Skip to Main Content
Walk To Defeat ALS

Search Our Site

Talk to Us

We're just a phone call or mouse click away. Find help here.

ALS Registry

Share Print

A Primer on Stem Cells

A Primer on Stem Cells
By Lucie Bruijn, PhD, The ALS Association's Senior Vice President of Research and Development
What are stem cells?
Stem cells are cells that have the ability to divide for indefinite periods in culture and give rise to multiple specialized cell types. They can develop into blood, bone, brain, muscle, skin and other organs. Embryonic stem cells are undifferentiated cells that have the ability to form any adult cell.

Where do embryonic stem cells come from?
(see Figure 1)

Human embryonic stem cells are derived from fertilized embryos less than a week old. When a sperm fertilizes an egg and creates a single cell, this cell has the potential to form a complete organism and is called totipotent. In the first hours after fertilization, this cell divides into identical totipotent cells. After approximately four days, the cells start to specialize and form a hollow sphere of cells called a blastocyst. The blastocyst has an outer layer of cells and inside the hollow sphere there is a cluster of cells called the inner cell mass. Cells from the inner cell mass can be used to develop pluripotent stem cell lines. Embryonic stem (ES) cells lines are considered to be pluripotent as they can develop into any of the tissues that form the body. Earlier studies focused on mouse ES cells (see Figure 2) , however recently scientists have shown that they are able to isolate and propagate human embryonic stem cells in culture. (see Figure 3) Pluripotent stem cells undergo further specialization into multipotent stem cells that give rise to cells with a particular function. For example, multipotent stem cells in the brain give rise to different neuronal cell types and glia (Figure 2A and Figure 3).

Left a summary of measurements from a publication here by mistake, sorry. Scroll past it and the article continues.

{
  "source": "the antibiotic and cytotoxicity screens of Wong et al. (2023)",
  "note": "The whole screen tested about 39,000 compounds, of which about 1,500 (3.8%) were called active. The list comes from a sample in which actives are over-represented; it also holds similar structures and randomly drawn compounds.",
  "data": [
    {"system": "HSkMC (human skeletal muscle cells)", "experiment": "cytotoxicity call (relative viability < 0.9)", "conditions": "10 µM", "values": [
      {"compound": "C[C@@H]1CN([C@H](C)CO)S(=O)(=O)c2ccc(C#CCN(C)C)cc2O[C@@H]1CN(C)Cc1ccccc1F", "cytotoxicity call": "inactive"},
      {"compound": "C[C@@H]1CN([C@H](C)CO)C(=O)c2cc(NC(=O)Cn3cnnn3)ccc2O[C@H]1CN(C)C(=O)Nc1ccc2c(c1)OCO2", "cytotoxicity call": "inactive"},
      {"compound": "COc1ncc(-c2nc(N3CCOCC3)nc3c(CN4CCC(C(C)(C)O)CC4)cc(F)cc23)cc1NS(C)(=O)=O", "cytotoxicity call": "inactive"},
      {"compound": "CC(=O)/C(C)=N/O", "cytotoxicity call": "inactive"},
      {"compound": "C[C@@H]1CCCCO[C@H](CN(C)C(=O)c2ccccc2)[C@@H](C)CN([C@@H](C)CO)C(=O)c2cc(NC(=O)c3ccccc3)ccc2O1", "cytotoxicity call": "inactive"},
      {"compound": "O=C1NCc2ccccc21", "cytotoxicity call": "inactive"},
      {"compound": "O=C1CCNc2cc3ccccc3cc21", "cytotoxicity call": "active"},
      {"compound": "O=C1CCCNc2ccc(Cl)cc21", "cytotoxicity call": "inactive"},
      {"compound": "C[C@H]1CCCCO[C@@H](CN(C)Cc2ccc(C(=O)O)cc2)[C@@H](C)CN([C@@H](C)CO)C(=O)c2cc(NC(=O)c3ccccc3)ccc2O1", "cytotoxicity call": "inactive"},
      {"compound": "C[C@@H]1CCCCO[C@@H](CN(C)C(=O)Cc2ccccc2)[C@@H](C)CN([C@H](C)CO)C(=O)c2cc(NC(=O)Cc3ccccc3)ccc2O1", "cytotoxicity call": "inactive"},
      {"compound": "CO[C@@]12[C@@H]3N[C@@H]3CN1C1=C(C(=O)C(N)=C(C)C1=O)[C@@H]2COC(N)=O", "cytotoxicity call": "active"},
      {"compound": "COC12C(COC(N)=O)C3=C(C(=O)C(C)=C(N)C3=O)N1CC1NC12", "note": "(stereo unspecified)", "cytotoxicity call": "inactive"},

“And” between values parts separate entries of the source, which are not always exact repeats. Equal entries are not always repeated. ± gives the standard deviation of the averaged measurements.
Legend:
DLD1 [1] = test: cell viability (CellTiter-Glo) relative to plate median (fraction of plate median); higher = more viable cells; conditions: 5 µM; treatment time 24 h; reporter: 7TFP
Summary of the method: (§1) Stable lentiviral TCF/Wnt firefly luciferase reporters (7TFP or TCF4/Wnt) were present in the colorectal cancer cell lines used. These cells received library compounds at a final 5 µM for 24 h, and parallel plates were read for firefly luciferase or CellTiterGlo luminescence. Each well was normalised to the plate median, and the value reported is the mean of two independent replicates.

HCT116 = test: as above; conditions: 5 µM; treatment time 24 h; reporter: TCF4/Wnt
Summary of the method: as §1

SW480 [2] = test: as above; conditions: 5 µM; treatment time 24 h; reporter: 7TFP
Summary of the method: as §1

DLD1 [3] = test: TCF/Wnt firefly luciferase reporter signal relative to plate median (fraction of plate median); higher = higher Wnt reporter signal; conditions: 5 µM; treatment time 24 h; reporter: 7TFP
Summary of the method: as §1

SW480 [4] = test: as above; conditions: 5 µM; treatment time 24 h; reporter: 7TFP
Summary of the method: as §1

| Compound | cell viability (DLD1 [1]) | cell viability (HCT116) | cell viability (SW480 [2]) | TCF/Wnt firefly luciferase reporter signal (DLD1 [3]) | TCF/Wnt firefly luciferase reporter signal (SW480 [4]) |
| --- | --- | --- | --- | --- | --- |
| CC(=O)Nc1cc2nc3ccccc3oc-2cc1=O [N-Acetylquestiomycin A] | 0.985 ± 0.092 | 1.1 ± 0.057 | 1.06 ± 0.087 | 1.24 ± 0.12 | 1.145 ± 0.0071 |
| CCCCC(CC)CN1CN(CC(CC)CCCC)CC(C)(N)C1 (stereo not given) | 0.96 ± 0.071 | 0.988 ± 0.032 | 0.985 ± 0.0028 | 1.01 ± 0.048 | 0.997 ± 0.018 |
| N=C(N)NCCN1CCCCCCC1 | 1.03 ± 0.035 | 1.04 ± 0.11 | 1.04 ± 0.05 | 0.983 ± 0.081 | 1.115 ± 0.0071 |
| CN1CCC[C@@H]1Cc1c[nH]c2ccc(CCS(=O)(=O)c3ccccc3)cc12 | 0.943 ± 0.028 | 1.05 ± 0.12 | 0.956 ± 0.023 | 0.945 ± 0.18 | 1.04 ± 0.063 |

The discovery that human embryonic stem cells can be isolated and propagated in culture with the potential of developing into all tissues of the body is a major medical breakthrough. However it has raised a great deal of ethical questions.

What are the potential applications for stem cells?
Insult to the adult central nervous system is devastating because of the inability of central neurons to regenerate and form appropriate connections to restore function. The consequences of insults to the brain and spinal cord are not just a break in communication between healthy neurons and their target, but a cascade of events that can lead to cell death. The discovery of stem cells that can differentiate into neurons has opened up new doors for potential brain "repair" either through stimulation of stem cells resident in adult brain, endogenous stem cells, or through transplantation methods. The promise of these cells for cellular therapy is driving this explosive field of research.

Human stem cell research could also dramatically change the way we develop drugs and test them for safety. New medications could initially be tested using human cell lines prior to going into clinical trials. In addition, human stem cells can be used to develop assays to screen novel chemical compounds. Using these cell lines, scientists can discover the molecular cues necessary to differentiate stem cells into various specialized cells.